What Car Should I Buy? - A Guide (2020)

Buying a car can be a lengthy process with days spent on researching, evaluating options and visiting dealerships and private sellers for test drives. This guide will condense essential information and outline what to watch out for and help you pick the right car for you based on factors, such as lifestyle and personal requirements. 

Cars based on lifestyle

First thing’s first – what do you need in a car? Perhaps you enjoy powerful engines of sports cars’, or maybe you’re looking into modest hatchbacks? Read on to find out more about vehicles based on lifestyle.

New Driver

If you’ve recently started driving, it’s best to pick small and economical city cars, such as Ford Fiesta or Vauxhall Corsa. Insurance costs are lower on these types of vehicles. Typically, there’s less engine power which makes them cheaper to insure. Additionally, this type of car is easier to control and park.


Spacious SUVs and hatchbacks are best suited for families that require more space and extensive safety features. Watch out for things like ISOFIX child seats, autonomous emergency braking, front and side airbags, brake assist and others. Also, check Euro NCAP safety rating to see how secure the car is. Check out cars well-known for space, such as Honda CR-V and Kia Sportage


Is the environment your priority when choosing a car? Then consider all-electric and hybrid models. Look out for low-emission cars that don’t require long charging times (which is what makes them efficient). If you’re concerned about the range of electric vehicles, a hybrid is always an option. It is eco-friendlier than petrol and diesel vehicles. Here are some of the best electric cars – Toyota Prius, Nissan Leaf and Hyundai Ioniq.

Bargain Hunter

If you’re after affordable cars under £150 a month, it’s best to look into used vehicles. Check out cars like Citroen C1, Suzuki Alto and SEAT Mii for low-cost options. There are other options you can look into, such as nearly new and dealer ex-demonstrator cars that are low mileage and inexpensive. Dealerships also often have June and December sales where you can grab an excellent deal. 

Thrill Seeker

Are you the type of person who thinks that driving is all about the excitement and fun? Enter powerful sports cars that are a pleasure to drive and have peppy engines. Style and shape also play a large role when buying such a vehicle. Consider whether you’d like a convertible or a coupe as these are the most shapes in the sports car segment. Cars like BMW i8, Porsche 911 Convertible and Jaguar F-Type all fit style and speed criteria.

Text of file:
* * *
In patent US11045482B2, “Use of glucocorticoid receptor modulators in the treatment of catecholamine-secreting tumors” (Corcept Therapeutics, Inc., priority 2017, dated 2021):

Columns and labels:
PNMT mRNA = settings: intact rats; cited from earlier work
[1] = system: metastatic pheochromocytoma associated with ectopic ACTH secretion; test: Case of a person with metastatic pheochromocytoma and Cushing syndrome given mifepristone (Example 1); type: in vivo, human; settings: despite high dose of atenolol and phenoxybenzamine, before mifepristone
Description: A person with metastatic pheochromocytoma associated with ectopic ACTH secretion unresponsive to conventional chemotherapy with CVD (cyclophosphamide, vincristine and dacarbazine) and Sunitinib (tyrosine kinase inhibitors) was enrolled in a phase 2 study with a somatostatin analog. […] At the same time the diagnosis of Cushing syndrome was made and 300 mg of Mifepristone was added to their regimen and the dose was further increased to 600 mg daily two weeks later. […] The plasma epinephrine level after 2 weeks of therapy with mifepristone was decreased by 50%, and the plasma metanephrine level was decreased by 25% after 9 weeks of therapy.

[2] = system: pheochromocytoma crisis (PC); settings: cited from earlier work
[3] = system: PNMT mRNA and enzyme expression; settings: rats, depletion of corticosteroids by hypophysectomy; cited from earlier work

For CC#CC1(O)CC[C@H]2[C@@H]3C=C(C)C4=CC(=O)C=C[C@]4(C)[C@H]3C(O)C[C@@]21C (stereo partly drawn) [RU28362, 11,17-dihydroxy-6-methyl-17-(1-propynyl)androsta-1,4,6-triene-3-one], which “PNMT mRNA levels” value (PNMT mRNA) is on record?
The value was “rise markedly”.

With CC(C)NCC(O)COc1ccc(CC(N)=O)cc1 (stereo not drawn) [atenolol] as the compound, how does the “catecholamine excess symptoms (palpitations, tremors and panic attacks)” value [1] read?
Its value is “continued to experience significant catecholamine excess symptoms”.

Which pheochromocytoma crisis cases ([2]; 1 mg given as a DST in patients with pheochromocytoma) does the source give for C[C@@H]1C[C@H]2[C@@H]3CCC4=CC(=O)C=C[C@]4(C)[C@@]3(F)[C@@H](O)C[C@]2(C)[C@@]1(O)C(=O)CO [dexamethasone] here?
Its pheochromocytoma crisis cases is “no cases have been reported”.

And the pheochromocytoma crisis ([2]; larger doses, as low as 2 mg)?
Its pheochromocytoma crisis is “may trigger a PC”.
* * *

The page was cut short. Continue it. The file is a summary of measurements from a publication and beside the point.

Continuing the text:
Car features

When looking for a new car, at a minimum, you should create a list of features that are must-have for the potential vehicle. Buying a car that’s already well-equipped and at a right trim level is more cost-effective than purchasing everything separately.

If you need additional ideas about what to look out for, here are the most desirable car features in the UK according to Motoring Research:

  • Air conditioning

    It was the top most-wanted feature in cars and for a good reason. In summer, when the heat is circulating the cabin, an air conditioner is there to save the day. During wintertime, you can heat the inside of the car so you can drive more safely.

  • Parking sensors

    Parking sensors help you avoid blind spots and collision by creating a beeping sound when the car is reversing and close to another object. Parking is a breeze with this tech, and sometimes it’s possible to get the one with cameras that are built in the display for increased visibility. 

  • Electric windows

    The time when you had to manually roll down the windows is over, so no wonder it’s one of the most-wanted features. Electric windows are convenient, quick, and in 2020, it’s a necessity. 

  • Sat-navigation

    Having sat-nav can save you a lot of stress and time too, especially when travelling in new and unknown locations. Nowadays, there are plenty of cars with in-built sat-navigation, even in the used car market. 

  • Sizeable boot

    An increasing number of British motorists reported that having a larger boot is a priority when looking for a car. It has also marked increased popularity of SUVs as they typically have more space than hatchbacks and the like. 

Additional extras to watch out for

Heated windscreen

Driving with a foggy windscreen that impedes visibility is illegal. Heated windscreen function takes care of the hassle of having to clear up the windscreen with other, less convenient methods. 


With Bluetooth, you can play your favourite songs and take calls remotely without having to touch your phone. No wonder it’s the second most-wanted feature. You can also buy affordable tech that is easily attachable. 

Autonomous Emergency Braking

AEB for short, it breaks the car autonomously when it senses an incoming collision via sensors. It is an important safety feature that can save lives and is regarded as the second most vital safety invention since seatbelts.

How much can you spend on a car? 

Ask yourself whether you’d rather pay monthly through finance or cash. Then, calculate approximate running costs for your potential cars. Don’t forget to also consider monthly income. Additionally, would you like to own a car at the end of the deal or switch it up every few years? Having answers to these essential questions will save you a lot of headaches, whether buying privately or through a dealership.

If paying with finance

One distinct advantage car finance has over cash is that you can manage the cash flow better and pay in increments rather than outright. If you have money saved up, it can instead be used for other car expenses, such as unexpected repairs and insurance. By paying monthly, you can also get a better spec and newer car that costs more. And finally, covering part of the deposit for a new vehicle is easy as you have an option to part-exchange current car. 

If paying with cash

Cash is excellent if you don’t want to pay any interest and other fees associated with monthly car finance. You will own the car right away when paying with cash and can sell it right away. If you’re set on purchasing a vehicle, then consider paying £100 through a credit card. This way, you’re protected by the Consumer Credit Act which distributes responsibility between credit provider and dealership if there are any problems with the car. 

At Stoneacre, we have a two-out-of-three acceptance rate for car finance. We provide finance for various circumstances, check out the different type of options available to you.

Fuel economy